Featuring 70 events in several places across the country, more than 300 companies took part in the 5th edition of Export Week, from 7-11 April. During the week, a range of seminars and workshops with market experts and experienced traders helped businesses of all sizes and sorts to develop strategies for opportunities overseas.
One of the target markets is the group of emerging countries that consists of Brazil, Russia, China, India and South Africa, also known as BRICs.
Steps into the BRICs was an event of #ExportWeek that brought an excellent opportunity of understanding these international markets, exchange business experience and help more companies to grow abroad.
China: As one of the fastest-growing importers of high-tech goods, China invests massively in innovation and technology. And in 2012, high-tech goods accounted for 40% of total exports in the country. Manufacturing is also another sector that may increase merchandise exports by 30% over the next few years in China.
Based in Birmingham, BSA Machine Tools, supplies its products to the Chinese market. Oil and gas exploration and machineries in the drilling industry are some of those products. Currently, 90% of the company’s business is for exporting to countries such as Mexico, the US, China and Pakistan.
Brazil: It’s still a challenging market for exporters. Brazil is considered a highly diversified economy that is still relatively close to foreign trade.
However, The UK and Brazil have strong partnerships in academic research that include interaction with industry in both countries. The University of Birmingham is investing £4 million in the South American country over the last three years. Some of those projects are related to Oil and Gas industry. Projects that include huge investment in Oil & Gas Science from BG Group.
Other areas that may interesting for exporters:
“40% of Brazil’s imports come from Europe, followed by 16% from the US and China.”- Export Britain:Brazil Market Snapshot
Russia: As a potential market of over 140 million people, Russia is the largest country in the world in both total area and geographic extent. A huge target for exporters with also huge barriers for those companies.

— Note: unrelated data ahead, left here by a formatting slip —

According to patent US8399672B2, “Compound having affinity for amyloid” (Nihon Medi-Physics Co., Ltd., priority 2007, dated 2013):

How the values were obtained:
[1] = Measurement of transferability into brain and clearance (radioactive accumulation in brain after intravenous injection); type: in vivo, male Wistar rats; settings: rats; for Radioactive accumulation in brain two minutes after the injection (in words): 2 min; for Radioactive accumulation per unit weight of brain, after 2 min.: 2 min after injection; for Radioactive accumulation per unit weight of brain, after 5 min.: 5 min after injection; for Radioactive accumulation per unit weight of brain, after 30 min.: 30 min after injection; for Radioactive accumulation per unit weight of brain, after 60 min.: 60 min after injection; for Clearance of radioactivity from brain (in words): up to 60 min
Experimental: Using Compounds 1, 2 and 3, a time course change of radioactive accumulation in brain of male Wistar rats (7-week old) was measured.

“Oil and gas are at the heart of the Russian economy,responsible for around 25% of GDP, 50% of Federal budget revenues and 80% of exports. Russia is the second largest oil producing country in the world, with up to 14% of global proven oil reserves.” – Doing Business in Russia
Delcam Plc designs software solutions exported to all over 80 countries. Their business relations with Russia go back to 1989 when they have offices also outside the Moscow area, in regions that cross the Trans-Siberia railway. Attending the energy, automotive, aerospace and several other industries.
“Industry in Russia now is changing. They used to make everything. Now they are more and more dependent of subcontractors. So they are going to be interest to contact British companies for tool making or supplying components, for examples.”- Hugh Humphreys, Delcam Plc.
India: The Real GDP growth in India is expected to accelerate from 4.7% in 2013 to 5% in 2014. The automobile industry in India is one of the fastest-growing worldwide and other sectors with opportunities for UK companies are: agribusiness, biotechnology, pharmaceuticals and healthcare.
StadiArena develops stadiums and arenas around the world and India has been a great experience for the company. Their projects are examples of a strong and continuous investment in the country. Some important tips for exporters thinking about approaching any of the BRICs countries were also highlighted by Ian Strokes, COO of StadiArena.
” Expect multiple visits and keep developing the relationships in the country. You’re not going to sign out there in your first visit. If you do, you’re very lucky and should by a lottery ticket in the same week. You’re not going to get a partnership in one single or a couple of visits. Expect extended negotiation.”